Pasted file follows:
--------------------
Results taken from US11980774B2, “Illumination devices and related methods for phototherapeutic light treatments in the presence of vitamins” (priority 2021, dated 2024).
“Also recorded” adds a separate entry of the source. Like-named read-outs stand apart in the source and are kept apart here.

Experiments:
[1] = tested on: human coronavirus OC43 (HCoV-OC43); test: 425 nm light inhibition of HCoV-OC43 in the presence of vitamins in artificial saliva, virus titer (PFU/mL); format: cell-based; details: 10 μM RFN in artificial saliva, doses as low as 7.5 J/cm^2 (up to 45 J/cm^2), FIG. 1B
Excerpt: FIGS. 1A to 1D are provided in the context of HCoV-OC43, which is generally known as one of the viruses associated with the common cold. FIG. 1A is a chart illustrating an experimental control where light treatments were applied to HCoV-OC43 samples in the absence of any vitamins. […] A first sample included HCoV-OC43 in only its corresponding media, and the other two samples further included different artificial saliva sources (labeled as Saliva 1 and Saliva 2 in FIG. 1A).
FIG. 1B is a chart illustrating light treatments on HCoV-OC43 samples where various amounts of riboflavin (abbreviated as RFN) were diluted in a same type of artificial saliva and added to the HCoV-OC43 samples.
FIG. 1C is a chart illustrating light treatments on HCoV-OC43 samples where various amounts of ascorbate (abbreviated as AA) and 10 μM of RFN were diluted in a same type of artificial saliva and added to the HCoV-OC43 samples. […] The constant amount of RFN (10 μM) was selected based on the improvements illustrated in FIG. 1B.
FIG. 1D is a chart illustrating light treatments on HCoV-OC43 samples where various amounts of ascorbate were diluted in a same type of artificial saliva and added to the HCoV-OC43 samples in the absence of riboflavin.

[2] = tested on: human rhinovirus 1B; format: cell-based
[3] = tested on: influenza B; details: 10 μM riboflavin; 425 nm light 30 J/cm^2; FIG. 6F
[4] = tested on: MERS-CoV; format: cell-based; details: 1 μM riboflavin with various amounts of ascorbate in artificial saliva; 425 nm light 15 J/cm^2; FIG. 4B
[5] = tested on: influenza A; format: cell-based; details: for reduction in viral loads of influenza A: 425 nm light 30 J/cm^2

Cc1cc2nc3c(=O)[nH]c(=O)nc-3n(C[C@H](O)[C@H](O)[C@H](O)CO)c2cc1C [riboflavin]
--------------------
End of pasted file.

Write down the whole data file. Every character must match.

Results taken from US11980774B2, “Illumination devices and related methods for phototherapeutic light treatments in the presence of vitamins” (priority 2021, dated 2024).
“Also recorded” adds a separate entry of the source. Like-named read-outs stand apart in the source and are kept apart here.

Experiments:
[1] = tested on: human coronavirus OC43 (HCoV-OC43); test: 425 nm light inhibition of HCoV-OC43 in the presence of vitamins in artificial saliva, virus titer (PFU/mL); format: cell-based; details: 10 μM RFN in artificial saliva, doses as low as 7.5 J/cm^2 (up to 45 J/cm^2), FIG. 1B
Excerpt: FIGS. 1A to 1D are provided in the context of HCoV-OC43, which is generally known as one of the viruses associated with the common cold. FIG. 1A is a chart illustrating an experimental control where light treatments were applied to HCoV-OC43 samples in the absence of any vitamins. […] A first sample included HCoV-OC43 in only its corresponding media, and the other two samples further included different artificial saliva sources (labeled as Saliva 1 and Saliva 2 in FIG. 1A).
FIG. 1B is a chart illustrating light treatments on HCoV-OC43 samples where various amounts of riboflavin (abbreviated as RFN) were diluted in a same type of artificial saliva and added to the HCoV-OC43 samples.
FIG. 1C is a chart illustrating light treatments on HCoV-OC43 samples where various amounts of ascorbate (abbreviated as AA) and 10 μM of RFN were diluted in a same type of artificial saliva and added to the HCoV-OC43 samples. […] The constant amount of RFN (10 μM) was selected based on the improvements illustrated in FIG. 1B.
FIG. 1D is a chart illustrating light treatments on HCoV-OC43 samples where various amounts of ascorbate were diluted in a same type of artificial saliva and added to the HCoV-OC43 samples in the absence of riboflavin.

[2] = tested on: human rhinovirus 1B; format: cell-based
[3] = tested on: influenza B; details: 10 μM riboflavin; 425 nm light 30 J/cm^2; FIG. 6F
[4] = tested on: MERS-CoV; format: cell-based; details: 1 μM riboflavin with various amounts of ascorbate in artificial saliva; 425 nm light 15 J/cm^2; FIG. 4B
[5] = tested on: influenza A; format: cell-based; details: for reduction in viral loads of influenza A: 425 nm light 30 J/cm^2

Cc1cc2nc3c(=O)[nH]c(=O)nc-3n(C[C@H](O)[C@H](O)[C@H](O)CO)c2cc1C [riboflavin]